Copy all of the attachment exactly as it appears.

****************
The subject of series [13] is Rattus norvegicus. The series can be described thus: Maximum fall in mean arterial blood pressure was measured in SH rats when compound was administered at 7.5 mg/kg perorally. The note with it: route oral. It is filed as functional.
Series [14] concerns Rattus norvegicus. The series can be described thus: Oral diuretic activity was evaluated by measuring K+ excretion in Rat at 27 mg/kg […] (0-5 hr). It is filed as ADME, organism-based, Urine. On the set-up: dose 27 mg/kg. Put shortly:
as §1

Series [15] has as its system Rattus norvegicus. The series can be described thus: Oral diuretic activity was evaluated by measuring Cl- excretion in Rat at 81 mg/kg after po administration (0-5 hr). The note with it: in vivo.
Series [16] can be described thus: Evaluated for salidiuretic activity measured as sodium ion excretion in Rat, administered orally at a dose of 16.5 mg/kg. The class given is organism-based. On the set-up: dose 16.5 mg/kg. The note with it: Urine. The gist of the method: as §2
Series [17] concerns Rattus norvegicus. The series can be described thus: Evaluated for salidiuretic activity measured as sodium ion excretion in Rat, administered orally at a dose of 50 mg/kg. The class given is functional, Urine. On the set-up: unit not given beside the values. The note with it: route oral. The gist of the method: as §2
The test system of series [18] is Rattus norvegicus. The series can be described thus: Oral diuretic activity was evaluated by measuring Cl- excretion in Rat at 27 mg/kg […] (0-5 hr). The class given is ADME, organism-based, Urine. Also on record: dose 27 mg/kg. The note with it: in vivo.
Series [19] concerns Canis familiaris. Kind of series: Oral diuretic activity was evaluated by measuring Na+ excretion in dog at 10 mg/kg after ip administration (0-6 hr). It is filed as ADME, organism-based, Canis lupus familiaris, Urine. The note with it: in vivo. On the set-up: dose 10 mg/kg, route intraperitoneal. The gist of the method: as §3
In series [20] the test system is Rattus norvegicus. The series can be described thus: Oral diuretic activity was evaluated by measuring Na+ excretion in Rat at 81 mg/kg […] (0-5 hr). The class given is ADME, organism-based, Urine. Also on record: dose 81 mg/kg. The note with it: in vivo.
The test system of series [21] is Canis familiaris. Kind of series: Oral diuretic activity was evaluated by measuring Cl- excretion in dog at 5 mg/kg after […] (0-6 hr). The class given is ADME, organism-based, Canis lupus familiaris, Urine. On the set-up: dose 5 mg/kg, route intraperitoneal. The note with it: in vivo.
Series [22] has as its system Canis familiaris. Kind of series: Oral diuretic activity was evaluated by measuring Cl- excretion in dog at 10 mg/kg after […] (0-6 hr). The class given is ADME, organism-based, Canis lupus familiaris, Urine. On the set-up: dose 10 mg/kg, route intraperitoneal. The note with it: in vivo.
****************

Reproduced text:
The subject of series [13] is Rattus norvegicus. The series can be described thus: Maximum fall in mean arterial blood pressure was measured in SH rats when compound was administered at 7.5 mg/kg perorally. The note with it: route oral. It is filed as functional.
Series [14] concerns Rattus norvegicus. The series can be described thus: Oral diuretic activity was evaluated by measuring K+ excretion in Rat at 27 mg/kg […] (0-5 hr). It is filed as ADME, organism-based, Urine. On the set-up: dose 27 mg/kg. Put shortly:
as §1

Series [15] has as its system Rattus norvegicus. The series can be described thus: Oral diuretic activity was evaluated by measuring Cl- excretion in Rat at 81 mg/kg after po administration (0-5 hr). The note with it: in vivo.
Series [16] can be described thus: Evaluated for salidiuretic activity measured as sodium ion excretion in Rat, administered orally at a dose of 16.5 mg/kg. The class given is organism-based. On the set-up: dose 16.5 mg/kg. The note with it: Urine. The gist of the method: as §2
Series [17] concerns Rattus norvegicus. The series can be described thus: Evaluated for salidiuretic activity measured as sodium ion excretion in Rat, administered orally at a dose of 50 mg/kg. The class given is functional, Urine. On the set-up: unit not given beside the values. The note with it: route oral. The gist of the method: as §2
The test system of series [18] is Rattus norvegicus. The series can be described thus: Oral diuretic activity was evaluated by measuring Cl- excretion in Rat at 27 mg/kg […] (0-5 hr). The class given is ADME, organism-based, Urine. Also on record: dose 27 mg/kg. The note with it: in vivo.
Series [19] concerns Canis familiaris. Kind of series: Oral diuretic activity was evaluated by measuring Na+ excretion in dog at 10 mg/kg after ip administration (0-6 hr). It is filed as ADME, organism-based, Canis lupus familiaris, Urine. The note with it: in vivo. On the set-up: dose 10 mg/kg, route intraperitoneal. The gist of the method: as §3
In series [20] the test system is Rattus norvegicus. The series can be described thus: Oral diuretic activity was evaluated by measuring Na+ excretion in Rat at 81 mg/kg […] (0-5 hr). The class given is ADME, organism-based, Urine. Also on record: dose 81 mg/kg. The note with it: in vivo.
The test system of series [21] is Canis familiaris. Kind of series: Oral diuretic activity was evaluated by measuring Cl- excretion in dog at 5 mg/kg after […] (0-6 hr). The class given is ADME, organism-based, Canis lupus familiaris, Urine. On the set-up: dose 5 mg/kg, route intraperitoneal. The note with it: in vivo.
Series [22] has as its system Canis familiaris. Kind of series: Oral diuretic activity was evaluated by measuring Cl- excretion in dog at 10 mg/kg after […] (0-6 hr). The class given is ADME, organism-based, Canis lupus familiaris, Urine. On the set-up: dose 10 mg/kg, route intraperitoneal. The note with it: in vivo.